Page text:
Thanks

  29. nzasadzinska says:

    Do you think this method will work on birthmark looking just like big flat mole (5cm long, 2cm wide)?

  30. Lenda Selph says:

    Dr. Caldecott,
    I tried your method of removing a mole on my forehead, and it worked! I have very sensitive skin, however, and wish I had protected the surrounding skin with Vaseline, because the ACV blistered my skin. I used Bragg’s Apple Cider Vinegar. The mole dropped off after the fourth day. And as you said, the needle didn’t hurt. I just happened upon your post on Facebook about removing a mole with ACV. Thank you so much.
    About 15 years ago I removed a mole on my waistline by tying a noose around the mole with dental floss. Every day I pulled the string tighter until the mole dropped off after about 7 days. It has never grown back.
    Thanks again. You helped me greatly. Now I don’t have to wear bangs!

  31. Hi Todd, I really need your help I’m only young and so paranoid about this mole I have on my hand, it’s like the size of a pencil eraser I’m width maybe Abit smaller but I would say compare to your mole which was removed it is quite flat to my skin and only raised a little off my skin but still a mole, I am wondering do you know what will happen to this if I apply ACV like it won’t fall off but I’m hoping it will disappear? please I help I would love your advice Todd thanks!

  32. james brown says:

    Hi Todd, I have two questions.

    1. Someone asked, but your answer wasn’t specific. If you have an erasure sized mole, should you prick it once, or in several places?

    2. Does the ACV need to be unpasturised? I’m sure I can find it, but haven’t been able to at my local grocery stores. Is it the acidic properties, or the organic/bacterial properties that are effective?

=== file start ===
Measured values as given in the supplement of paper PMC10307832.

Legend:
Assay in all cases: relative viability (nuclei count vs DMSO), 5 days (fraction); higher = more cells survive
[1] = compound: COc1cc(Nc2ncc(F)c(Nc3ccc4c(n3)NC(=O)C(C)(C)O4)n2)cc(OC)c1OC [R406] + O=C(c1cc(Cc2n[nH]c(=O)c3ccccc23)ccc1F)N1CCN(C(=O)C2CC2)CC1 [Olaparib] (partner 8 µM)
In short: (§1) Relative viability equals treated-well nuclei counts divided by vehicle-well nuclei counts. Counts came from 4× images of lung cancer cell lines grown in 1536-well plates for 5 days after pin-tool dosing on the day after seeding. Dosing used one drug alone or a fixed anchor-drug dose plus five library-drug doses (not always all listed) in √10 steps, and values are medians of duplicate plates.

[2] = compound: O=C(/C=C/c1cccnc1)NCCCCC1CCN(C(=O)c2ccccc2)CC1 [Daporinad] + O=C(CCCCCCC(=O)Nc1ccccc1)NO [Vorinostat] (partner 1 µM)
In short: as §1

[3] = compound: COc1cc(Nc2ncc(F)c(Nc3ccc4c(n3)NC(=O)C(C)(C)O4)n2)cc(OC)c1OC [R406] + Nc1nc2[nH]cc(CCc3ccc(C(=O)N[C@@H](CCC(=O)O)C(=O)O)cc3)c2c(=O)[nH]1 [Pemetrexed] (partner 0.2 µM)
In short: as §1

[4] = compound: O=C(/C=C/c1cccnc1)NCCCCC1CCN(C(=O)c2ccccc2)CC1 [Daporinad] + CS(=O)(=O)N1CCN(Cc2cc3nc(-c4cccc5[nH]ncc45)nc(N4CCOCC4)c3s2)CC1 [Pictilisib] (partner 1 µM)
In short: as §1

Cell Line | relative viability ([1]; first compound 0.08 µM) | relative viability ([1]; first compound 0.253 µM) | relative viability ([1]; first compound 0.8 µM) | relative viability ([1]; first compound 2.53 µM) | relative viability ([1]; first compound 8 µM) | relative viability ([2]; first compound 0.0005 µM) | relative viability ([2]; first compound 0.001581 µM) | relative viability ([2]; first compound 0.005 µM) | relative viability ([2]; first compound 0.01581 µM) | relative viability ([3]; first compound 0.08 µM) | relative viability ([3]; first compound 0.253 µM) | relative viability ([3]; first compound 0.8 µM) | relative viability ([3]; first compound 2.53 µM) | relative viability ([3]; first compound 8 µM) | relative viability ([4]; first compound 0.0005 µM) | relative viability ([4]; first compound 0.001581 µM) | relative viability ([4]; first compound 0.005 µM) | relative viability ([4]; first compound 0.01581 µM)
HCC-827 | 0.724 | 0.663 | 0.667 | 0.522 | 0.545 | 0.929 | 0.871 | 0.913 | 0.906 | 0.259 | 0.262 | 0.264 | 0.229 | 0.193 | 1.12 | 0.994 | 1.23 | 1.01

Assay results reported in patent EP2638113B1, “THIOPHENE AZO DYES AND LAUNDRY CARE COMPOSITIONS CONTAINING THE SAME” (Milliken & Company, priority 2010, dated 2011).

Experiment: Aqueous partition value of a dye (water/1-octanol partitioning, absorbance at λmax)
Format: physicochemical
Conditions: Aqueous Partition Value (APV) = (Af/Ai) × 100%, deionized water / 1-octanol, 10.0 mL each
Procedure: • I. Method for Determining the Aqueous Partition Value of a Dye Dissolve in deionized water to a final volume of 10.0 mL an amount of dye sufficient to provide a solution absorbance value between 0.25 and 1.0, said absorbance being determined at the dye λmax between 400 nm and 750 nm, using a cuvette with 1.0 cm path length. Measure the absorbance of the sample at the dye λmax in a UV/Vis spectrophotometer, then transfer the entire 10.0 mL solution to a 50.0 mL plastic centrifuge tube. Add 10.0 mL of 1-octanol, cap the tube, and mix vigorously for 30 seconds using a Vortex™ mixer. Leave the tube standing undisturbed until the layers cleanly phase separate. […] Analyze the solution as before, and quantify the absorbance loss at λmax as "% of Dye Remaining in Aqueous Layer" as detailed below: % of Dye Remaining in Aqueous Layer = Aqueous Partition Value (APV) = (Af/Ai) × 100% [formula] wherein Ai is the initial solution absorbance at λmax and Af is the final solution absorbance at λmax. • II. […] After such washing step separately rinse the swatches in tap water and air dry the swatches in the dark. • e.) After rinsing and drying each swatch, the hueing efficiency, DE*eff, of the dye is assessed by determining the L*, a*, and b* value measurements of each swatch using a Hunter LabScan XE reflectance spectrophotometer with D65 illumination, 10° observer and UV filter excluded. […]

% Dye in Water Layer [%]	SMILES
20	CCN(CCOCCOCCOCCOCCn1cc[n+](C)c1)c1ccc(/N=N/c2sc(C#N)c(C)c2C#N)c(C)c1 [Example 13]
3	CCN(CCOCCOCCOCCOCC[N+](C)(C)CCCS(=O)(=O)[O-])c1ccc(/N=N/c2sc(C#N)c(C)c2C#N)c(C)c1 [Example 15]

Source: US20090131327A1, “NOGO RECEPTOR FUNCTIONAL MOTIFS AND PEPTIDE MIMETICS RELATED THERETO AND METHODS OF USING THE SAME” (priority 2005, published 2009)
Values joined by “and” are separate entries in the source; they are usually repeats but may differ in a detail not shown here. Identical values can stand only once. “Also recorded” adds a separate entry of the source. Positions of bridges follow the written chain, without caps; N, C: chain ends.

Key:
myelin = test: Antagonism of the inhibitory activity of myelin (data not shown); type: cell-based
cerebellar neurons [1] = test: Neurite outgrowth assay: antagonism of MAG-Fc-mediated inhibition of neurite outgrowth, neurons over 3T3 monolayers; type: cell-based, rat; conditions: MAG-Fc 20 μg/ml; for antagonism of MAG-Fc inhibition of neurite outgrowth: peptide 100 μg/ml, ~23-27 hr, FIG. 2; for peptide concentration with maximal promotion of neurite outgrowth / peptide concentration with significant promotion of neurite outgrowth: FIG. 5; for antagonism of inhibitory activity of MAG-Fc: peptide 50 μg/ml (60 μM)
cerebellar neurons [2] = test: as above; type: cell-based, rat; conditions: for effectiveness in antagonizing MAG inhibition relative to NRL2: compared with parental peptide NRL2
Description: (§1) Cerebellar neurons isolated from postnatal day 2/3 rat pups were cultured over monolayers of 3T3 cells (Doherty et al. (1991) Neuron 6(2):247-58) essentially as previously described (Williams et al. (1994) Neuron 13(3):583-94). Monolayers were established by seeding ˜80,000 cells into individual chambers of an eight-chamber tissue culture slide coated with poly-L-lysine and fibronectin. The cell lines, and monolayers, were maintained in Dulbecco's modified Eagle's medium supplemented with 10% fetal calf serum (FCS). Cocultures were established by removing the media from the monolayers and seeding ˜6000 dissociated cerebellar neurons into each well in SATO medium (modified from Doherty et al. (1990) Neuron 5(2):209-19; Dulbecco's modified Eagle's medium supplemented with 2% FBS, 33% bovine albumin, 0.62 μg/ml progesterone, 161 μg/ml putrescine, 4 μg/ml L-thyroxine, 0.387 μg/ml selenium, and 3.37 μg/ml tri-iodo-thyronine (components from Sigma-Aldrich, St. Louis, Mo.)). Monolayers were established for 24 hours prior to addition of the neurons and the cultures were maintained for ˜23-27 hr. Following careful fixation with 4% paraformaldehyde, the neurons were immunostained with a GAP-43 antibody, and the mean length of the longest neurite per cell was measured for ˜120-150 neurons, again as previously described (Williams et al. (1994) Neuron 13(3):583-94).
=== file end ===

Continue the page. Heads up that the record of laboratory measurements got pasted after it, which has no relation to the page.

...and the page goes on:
I just started trying it 4 days ago for diagnosed actinic keratosis.. surface applied twice daily, non-organic. visible reduction on 1 of the 2 spots (the smaller less developed spot) but to early for me to draw conclusions. I had not thought of pricking or longer term soaking with ACV. I’ll post any results. answer to question 1 and any thoughts on question 2 would be greatly appreciated.

    ~James

    • Todd Caldecott says:

      1. Prick it all over to increase surface area.
      2. It’s the acidic properties that are active… but it could be that the organisms in the cider contribute to the process.

  33. collidedsky says:

    Hi, so I have a mole or a beauty mark on my eyelid near my eyebrow and it’s about the size of a pencil tip, so it’s not big, but rather small. I was wondering if i could apply ACV without poking my mole with a needle since it’s literally on my eyelid and I could stab my eye. Or is this another way I could do this?

  34. olra bright says:

    Hello, I am 19 years old and I am really concerned about 2 moles (one on the tip of my nose) and one above my lip( this one is half of the size of the mole showed in the picture and it is blacker). They don’t seem to be changing so fast, I have had them since I was younger. the also seem to be growing hair that I regularly but That’s why I don’t like them and I want to get rid of them. I don’t feel good around people, it seems to me like they stare at me just because of them. Do you think it would be dangerous to use ACV as I am talking about my face and I don’t want to cause myself bigger trouble? Is there any chance that the mole grows again later?

  35. Hi Todd, I followed your directions exactly and to my disbelief within three days of applying the ACV for 20-30 minutes per session my mole fell off. I was prepared to pay a plastic surgeon well over $3,000.00 to remove the mole. But, a home remedy that cost me less than $10.00 removed what had become a thorn in my side with no traces of it ever being there. Thank You:)

  36. Jenna Acosta says:

    Hi Todd! I was wondering if it NEEDS to be organic, or if using nonorganic ACV would work just as well?